Recipe 14.29. Maintaining User-Specific Settings Between Uses of an Application


Problem

The user of your application is allowed to configure certain aspects of the application to suit her preferences. You would like to save these per-user settings so that the application uses them the next time it is run.

Solution

Sample code folder: Chapter 14\UserSettings

Use the My.Settings feature of Visual Basic to enable user-and application-specific settings.

Discussion

This recipe's sample code remembers the position of the form on the screen from one use to the next, and it also displays the name of the last user, which it retains in local settings.

Create a new Windows Forms application. Add a Button control named ActPrefs, and set its Text property to Preferences… Then add a Label control named UserName, and set its Text property to Your name is not set. and its UseMnemonic property to False. Adjust the form to look like Figure 14-28.

Figure 14-28. Controls on the user preferences sample


Open the Project Properties window, and select the Settings tab. This panel presents a grid of user-specific and application-specific settings. By filling in the grid, you automatically add settings that you can use in your application to retain user-preferred changes. Add two settings rows to this grid:

  • Add a setting named PrefsUserName, and leave its Type as String.

  • Add a setting named MainFormLocation, and select System.Drawing.Point for its Type.

Leave the Scope for both settings as User, and don't provide any Value column data. Close the Project Properties window and return to the form.

Add the following source code to the form's code template:

 Private Sub ActPrefs_Click(ByVal sender As System.Object, _       ByVal e As System.EventArgs) Handles ActPrefs.Click    ' ----- Prompt the user to change his/her preferred name.    Dim newName As String    newName = InputBox("Enter your name.")    If (newName.Trim( ) <> "") Then       ' ----- Save the user's preferences.       My.Settings.PrefsUserName = newName.Trim       UserName.Text = "Your name is " & newName.Trim & "."    End If End Sub Private Sub Form1_Load(ByVal sender As System.Object, _       ByVal e As System.EventArgs) Handles MyBase.Load    ' ----- Display the user-defined name, if available.    If (My.Settings.PrefsUserName <> "") Then       UserName.Text = "Your name is " & _          My.Settings.PrefsUserName & "."    End If End Sub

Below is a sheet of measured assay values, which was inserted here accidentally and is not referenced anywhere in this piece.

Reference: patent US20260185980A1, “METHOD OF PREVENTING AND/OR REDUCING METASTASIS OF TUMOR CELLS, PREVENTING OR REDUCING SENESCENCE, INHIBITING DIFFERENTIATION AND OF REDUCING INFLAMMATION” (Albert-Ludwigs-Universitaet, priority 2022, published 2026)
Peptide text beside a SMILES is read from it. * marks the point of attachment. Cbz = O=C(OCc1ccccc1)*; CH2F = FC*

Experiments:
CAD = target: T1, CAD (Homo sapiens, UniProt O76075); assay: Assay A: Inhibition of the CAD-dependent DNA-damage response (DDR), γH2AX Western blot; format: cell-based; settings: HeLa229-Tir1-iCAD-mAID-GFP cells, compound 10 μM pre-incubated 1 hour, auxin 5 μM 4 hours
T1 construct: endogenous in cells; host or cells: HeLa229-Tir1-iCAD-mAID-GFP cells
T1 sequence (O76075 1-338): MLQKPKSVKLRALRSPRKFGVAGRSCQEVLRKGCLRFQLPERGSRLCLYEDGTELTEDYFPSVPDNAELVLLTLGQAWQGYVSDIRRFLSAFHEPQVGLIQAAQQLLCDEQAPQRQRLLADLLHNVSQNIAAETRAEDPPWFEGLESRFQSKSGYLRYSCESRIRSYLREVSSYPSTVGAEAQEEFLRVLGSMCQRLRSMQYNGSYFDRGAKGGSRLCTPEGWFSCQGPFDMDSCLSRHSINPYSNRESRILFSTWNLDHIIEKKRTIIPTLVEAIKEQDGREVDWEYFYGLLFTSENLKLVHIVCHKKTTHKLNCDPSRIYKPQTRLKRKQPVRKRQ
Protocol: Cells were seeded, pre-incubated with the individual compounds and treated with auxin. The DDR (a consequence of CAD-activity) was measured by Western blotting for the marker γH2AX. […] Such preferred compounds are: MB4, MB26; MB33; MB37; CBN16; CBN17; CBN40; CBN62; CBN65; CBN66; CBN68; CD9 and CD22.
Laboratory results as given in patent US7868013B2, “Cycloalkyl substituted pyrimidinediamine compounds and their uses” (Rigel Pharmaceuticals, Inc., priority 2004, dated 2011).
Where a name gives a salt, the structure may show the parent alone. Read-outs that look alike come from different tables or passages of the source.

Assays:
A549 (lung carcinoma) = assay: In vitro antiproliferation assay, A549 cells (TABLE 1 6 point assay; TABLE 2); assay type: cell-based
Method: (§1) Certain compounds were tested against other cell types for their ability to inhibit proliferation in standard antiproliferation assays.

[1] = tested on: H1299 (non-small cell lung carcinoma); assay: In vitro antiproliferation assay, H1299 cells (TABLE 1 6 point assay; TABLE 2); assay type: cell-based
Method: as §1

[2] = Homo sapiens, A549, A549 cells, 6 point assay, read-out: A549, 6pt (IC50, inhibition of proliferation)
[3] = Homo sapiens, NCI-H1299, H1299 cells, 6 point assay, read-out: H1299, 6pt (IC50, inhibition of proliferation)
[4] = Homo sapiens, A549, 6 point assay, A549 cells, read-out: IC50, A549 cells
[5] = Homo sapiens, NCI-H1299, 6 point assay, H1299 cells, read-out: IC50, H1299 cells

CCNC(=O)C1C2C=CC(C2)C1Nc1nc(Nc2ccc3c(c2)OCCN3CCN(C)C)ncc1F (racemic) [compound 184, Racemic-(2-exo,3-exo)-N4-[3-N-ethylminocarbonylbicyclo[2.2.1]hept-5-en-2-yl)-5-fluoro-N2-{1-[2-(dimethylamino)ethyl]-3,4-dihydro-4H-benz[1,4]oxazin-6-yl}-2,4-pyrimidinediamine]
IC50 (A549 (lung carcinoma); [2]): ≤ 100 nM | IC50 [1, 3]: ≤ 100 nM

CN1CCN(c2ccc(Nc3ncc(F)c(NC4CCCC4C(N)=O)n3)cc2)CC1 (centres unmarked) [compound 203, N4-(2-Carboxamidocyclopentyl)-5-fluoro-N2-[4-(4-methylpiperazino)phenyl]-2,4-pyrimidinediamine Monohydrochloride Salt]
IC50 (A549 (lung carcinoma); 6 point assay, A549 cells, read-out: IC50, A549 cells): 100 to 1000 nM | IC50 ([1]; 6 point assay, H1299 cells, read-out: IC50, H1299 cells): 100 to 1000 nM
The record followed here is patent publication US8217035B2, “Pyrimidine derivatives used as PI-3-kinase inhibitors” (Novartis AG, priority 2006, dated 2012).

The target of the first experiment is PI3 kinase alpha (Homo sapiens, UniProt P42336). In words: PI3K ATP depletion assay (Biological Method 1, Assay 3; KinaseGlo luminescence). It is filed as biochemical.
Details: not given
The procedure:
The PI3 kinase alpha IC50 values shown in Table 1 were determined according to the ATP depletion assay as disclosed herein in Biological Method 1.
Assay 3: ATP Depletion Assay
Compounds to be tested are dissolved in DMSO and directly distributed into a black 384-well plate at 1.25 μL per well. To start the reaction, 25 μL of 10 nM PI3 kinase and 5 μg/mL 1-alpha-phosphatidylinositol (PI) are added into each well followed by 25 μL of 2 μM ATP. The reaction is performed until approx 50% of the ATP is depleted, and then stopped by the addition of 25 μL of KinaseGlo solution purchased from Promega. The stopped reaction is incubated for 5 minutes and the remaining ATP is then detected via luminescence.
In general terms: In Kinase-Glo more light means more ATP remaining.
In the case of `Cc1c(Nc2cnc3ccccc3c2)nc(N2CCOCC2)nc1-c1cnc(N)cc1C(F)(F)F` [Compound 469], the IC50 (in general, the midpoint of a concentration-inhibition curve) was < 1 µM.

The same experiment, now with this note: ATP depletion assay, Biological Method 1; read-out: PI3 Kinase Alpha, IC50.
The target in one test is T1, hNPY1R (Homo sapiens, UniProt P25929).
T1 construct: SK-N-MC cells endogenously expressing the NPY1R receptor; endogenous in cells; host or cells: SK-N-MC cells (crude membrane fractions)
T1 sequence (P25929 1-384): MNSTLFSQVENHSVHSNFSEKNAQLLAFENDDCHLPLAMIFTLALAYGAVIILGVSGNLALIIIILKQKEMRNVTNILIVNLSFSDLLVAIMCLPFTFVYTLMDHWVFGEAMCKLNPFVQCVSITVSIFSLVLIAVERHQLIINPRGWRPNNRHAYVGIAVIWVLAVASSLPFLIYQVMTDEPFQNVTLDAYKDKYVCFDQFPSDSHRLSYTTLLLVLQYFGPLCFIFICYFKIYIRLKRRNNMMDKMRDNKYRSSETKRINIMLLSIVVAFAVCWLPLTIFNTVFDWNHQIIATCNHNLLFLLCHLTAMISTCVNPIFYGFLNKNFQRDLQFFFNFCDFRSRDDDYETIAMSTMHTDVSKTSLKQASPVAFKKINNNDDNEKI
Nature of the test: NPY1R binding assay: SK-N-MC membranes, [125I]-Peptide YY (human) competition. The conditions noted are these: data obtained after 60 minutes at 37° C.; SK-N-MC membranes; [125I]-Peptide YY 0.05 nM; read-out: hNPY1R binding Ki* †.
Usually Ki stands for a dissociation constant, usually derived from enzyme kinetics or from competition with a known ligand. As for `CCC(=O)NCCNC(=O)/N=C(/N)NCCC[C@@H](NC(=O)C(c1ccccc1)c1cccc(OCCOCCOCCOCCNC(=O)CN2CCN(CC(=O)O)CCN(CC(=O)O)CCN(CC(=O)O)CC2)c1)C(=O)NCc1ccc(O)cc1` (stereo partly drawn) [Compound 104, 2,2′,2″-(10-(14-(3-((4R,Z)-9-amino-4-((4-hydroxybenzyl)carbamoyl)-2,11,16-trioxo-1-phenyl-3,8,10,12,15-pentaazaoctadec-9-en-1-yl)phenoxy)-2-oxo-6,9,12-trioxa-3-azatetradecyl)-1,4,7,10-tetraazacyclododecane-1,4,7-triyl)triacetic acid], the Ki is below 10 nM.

Return to the Form Designer, and select the form. Expand the form's (ApplicationSettings) property, and change the Location subproperty to MainFormLocation.

If Location does not appear as a subproperty, select the (PropertyBinding) subproperty and click its "…" button. On the Application Settings form that appears, locate Location in the list, and set its second column to MainFormLocation. Finally, click OK.


Run the program to test it. Each time you exit and restart the program, it remembers where you moved the form on the display. If you click the Preferences button and enter your name when prompted, it also remembers this setting the next time the program runs.

The My.Settings object is new in Visual Basic 2005. It provides a standard way to manage user-and application-specific settings. Each time the program exits, it saves any settings changes to an XML file, and it reads in that same file the next time the program runs. The exact location of this file varies, but its default location in Windows XP is:

 C:\Documents and Setting\<username>\Local Settings\    Application Data\<projectname>\<specialhash>\    <version>\user.config 

Application-specific settings, although not used in this sample program, are stored in an app.config file in the folder that contains your application assembly. Application-specific settings cannot be modified through the running application; you can only change them by changing the app.config file.




Visual Basic 2005 Cookbook(c) Solutions for VB 2005 Programmers
Visual Basic 2005 Cookbook: Solutions for VB 2005 Programmers (Cookbooks (OReilly))
ISBN: 0596101775
EAN: 2147483647
Year: 2006
Pages: 400

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